Rated: 5 of 5 stars 

    Recommendation: The Absolutely True Diary of a Part-Time Indian

  44. Mia B.-S. Says:

    Summary: The novel Flight stars 15-year-old Zits who has had a rather tough life. He has faced everything from abuse, abandonment, and his own juvenile actions. As part Indian, he sees himself not putting much impact into the world and doing whatever he pleases. His past was also somewhat of a train wreck; his father was a drunk who abandoned him at birth and his mother died of breast cancer when he was six. His delinquent behavior has made him go to several different foster homes that each had low tolerances for his disastrous behavior. After several arrests, Zits breaks out one day with a fellow inmate named Justice. As they rob a bank with fake guns, Zits experiences something no one has ever before, time travel. Through his explorations into several different bodies and time zones, from an Indian boy to an FBI agent, he discovers not only himself and his heritage, but also what he needs to do in order to fulfill the emptiness which controls his being.

    Evaluation: This book in my opinion was exceptionally well written. It captures the reader to keep going further into the book and leaves suspense after each chapter. I knew after just the first couple of chapters I would be hooked. Flight is unique and takes time travel to the next level by making the main character learn a lesson after each travel. However, some parts are confusing; the first time travel was a little disorienting. Nonetheless, it’s all explained after each chapter with powerful plot points and a hopeful conclusion.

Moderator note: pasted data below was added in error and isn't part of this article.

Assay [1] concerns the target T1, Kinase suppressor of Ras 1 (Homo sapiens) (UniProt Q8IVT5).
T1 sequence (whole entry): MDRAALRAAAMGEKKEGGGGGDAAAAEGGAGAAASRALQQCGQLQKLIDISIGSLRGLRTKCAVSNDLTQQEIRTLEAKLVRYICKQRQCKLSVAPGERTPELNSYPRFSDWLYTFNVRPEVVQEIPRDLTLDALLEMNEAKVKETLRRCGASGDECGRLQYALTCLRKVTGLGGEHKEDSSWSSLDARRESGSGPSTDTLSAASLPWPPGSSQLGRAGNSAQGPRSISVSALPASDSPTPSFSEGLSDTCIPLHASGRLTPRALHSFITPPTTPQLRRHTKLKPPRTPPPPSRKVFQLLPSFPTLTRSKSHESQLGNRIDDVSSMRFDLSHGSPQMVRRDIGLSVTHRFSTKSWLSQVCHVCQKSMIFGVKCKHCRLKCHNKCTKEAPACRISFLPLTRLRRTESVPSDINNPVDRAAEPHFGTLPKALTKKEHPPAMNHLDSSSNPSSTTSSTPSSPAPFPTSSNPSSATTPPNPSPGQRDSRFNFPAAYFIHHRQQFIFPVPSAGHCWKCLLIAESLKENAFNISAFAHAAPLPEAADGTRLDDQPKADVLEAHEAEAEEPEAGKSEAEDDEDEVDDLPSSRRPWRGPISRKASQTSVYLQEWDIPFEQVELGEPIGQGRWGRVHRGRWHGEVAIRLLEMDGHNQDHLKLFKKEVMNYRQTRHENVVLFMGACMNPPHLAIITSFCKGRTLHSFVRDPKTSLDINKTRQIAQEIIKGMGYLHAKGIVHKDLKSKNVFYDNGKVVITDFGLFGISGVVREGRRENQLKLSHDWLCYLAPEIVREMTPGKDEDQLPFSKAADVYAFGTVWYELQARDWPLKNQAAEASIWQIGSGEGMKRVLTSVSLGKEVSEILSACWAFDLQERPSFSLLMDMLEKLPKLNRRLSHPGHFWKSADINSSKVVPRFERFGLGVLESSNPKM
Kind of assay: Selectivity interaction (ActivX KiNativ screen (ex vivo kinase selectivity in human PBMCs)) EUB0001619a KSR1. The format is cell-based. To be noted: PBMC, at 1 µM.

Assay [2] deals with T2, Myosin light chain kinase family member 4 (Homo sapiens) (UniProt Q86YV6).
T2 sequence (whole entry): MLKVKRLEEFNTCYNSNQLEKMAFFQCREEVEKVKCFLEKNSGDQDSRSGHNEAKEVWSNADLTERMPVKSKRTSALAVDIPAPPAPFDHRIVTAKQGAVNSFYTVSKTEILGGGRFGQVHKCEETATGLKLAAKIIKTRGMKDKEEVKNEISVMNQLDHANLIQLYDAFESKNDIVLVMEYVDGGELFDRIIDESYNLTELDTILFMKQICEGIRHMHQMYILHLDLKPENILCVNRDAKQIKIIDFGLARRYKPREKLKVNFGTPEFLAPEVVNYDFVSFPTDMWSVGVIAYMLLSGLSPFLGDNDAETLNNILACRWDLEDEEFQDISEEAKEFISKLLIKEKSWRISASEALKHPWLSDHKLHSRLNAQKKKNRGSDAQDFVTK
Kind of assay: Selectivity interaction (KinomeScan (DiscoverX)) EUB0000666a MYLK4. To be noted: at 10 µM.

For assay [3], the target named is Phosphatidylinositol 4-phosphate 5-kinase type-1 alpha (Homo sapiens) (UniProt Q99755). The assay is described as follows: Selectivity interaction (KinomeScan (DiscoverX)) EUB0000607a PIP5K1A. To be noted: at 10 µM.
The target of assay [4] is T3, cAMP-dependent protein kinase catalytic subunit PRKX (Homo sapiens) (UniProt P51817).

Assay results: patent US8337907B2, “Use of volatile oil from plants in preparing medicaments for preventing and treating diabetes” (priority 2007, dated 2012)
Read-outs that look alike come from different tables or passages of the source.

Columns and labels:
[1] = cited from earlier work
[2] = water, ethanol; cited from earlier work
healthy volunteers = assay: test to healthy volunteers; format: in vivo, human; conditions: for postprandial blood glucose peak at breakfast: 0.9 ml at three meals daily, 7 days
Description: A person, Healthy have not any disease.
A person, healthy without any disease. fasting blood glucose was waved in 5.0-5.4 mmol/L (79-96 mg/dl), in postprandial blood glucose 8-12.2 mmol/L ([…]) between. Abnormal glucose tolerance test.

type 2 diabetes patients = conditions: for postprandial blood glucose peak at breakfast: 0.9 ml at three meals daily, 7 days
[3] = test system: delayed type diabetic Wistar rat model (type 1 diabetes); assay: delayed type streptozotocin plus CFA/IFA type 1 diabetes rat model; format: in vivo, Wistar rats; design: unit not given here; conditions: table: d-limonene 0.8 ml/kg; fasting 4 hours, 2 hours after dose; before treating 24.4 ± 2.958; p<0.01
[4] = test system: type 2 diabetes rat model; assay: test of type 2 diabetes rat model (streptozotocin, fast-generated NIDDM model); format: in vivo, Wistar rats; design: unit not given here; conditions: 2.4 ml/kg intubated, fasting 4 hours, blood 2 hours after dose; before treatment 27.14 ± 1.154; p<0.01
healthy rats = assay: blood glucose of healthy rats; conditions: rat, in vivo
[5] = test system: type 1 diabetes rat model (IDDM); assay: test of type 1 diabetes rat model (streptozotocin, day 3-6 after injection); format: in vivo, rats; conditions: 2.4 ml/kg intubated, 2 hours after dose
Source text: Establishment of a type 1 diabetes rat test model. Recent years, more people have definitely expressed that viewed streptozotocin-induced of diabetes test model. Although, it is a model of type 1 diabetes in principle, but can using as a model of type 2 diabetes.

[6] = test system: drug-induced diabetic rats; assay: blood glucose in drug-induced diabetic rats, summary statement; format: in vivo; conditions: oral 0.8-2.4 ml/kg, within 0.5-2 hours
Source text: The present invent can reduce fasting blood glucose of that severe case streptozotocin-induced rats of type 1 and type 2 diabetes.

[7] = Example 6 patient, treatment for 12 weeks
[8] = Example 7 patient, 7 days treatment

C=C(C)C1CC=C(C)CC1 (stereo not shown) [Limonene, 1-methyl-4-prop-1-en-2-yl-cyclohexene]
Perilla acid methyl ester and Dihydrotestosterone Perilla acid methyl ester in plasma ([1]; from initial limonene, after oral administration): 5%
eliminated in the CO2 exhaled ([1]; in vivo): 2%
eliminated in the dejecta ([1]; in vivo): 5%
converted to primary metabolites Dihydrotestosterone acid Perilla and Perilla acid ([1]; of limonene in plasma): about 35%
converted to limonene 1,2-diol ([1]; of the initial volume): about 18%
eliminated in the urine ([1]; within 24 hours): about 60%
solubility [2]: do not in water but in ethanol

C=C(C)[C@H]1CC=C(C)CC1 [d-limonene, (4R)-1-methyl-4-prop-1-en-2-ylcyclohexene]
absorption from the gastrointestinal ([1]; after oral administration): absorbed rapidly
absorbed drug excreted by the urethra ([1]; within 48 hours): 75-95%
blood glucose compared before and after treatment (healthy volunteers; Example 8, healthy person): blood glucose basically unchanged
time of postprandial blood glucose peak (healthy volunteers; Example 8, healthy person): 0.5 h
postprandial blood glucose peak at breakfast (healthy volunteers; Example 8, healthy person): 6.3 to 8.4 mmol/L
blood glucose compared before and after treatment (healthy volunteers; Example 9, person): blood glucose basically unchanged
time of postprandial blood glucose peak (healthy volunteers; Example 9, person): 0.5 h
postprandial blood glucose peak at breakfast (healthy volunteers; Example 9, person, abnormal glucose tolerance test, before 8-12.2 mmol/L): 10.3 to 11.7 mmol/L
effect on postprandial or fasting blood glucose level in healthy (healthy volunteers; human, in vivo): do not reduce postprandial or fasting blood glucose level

45. David B. Says:

    Summary: In the book Flight, by Sherman Alexie, a fifteen year old Indian boy named Zits has a terrible life. He has gone from foster home to foster home. He never spent much time in any of the foster homes before he would run away from them. Zits also has a bad attitude about life and has ended up in jail numerous times because of it. He met this one guy in jail named Justice. Justice taught him how to shoot a gun. Zits took this knowledge and was supposed to go to a bank and shoot the people inside. Just as he is about to open fire on the bank he gets thrown through time and ends up in the body of a white FBI agent. This FBI agent is supposed to go with his partner to meet these two Indian guys. This meeting takes a turn for the worst and Zits is then transported into another body. The new body he is in is the body of an Indian boy that is in the middle of the Battle of Little Bighorn. After this event takes a terrible turn, Zits is thrown into the body of a white man who tracks Indians. As violence starts to erupt, he switches bodies again…Zits finally returns to his own body with some new knowledge that may change his life forever.

    Evaluation: I really enjoyed reading this book. Flight will keep you on the edge of your seat with all the action. It will also make you laugh at some parts with the humor that the author mixes into the intense scenes. I also like how the author mixed up the viewpoints throughout the entire book; he didn’t just stick with one. Another thing I liked was how he connected the plot of this book through some very intense situations and events.

    Rating: 4.5/5

    Recommendations: The Absolutely True Diary of a Part-Time Indian

  46. Katie R. Says:

    Summary: In Sherman Alexie’s novel Flight, a young half Indian boy by the nickname of “Zits” is sent on a journey that changes his world perspective entirely. When Zits meets another boy on the run and gets brainwashed into making a huge mistake, he is sent into the bodies of different men in various situations to learn that no matter what side one is on, everyone has their reasons, and we are all more alike than we care to think or admit. This touching coming of age adventure is a bit “out there” with its foul language but is a great read for teens and adults of all ages. Sherman Alexie’s Flight is a book people from all walks of life might find interesting to read.